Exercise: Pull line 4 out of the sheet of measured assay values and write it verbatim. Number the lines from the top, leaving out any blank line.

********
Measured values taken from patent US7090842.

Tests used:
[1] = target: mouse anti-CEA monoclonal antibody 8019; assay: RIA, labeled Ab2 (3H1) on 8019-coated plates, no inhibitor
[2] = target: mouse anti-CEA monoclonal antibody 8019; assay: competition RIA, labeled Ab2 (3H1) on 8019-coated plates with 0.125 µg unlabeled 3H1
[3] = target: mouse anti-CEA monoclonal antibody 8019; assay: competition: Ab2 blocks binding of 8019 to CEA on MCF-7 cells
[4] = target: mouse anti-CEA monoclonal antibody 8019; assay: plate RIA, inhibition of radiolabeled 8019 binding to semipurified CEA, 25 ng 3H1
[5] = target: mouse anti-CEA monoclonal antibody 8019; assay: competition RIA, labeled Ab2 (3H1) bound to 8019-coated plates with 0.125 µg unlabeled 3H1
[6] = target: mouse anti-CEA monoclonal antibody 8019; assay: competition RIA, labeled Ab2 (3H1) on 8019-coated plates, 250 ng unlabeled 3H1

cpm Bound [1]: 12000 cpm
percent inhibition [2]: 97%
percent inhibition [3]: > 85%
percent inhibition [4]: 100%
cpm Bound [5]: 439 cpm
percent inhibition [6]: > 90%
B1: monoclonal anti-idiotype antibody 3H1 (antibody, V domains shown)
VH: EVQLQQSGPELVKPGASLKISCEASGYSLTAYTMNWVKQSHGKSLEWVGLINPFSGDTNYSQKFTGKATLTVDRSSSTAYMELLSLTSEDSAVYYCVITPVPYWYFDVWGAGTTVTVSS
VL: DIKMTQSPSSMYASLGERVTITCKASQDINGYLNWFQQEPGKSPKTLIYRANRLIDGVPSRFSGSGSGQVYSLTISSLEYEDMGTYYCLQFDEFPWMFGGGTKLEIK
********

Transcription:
[2] = target: mouse anti-CEA monoclonal antibody 8019; assay: competition RIA, labeled Ab2 (3H1) on 8019-coated plates with 0.125 µg unlabeled 3H1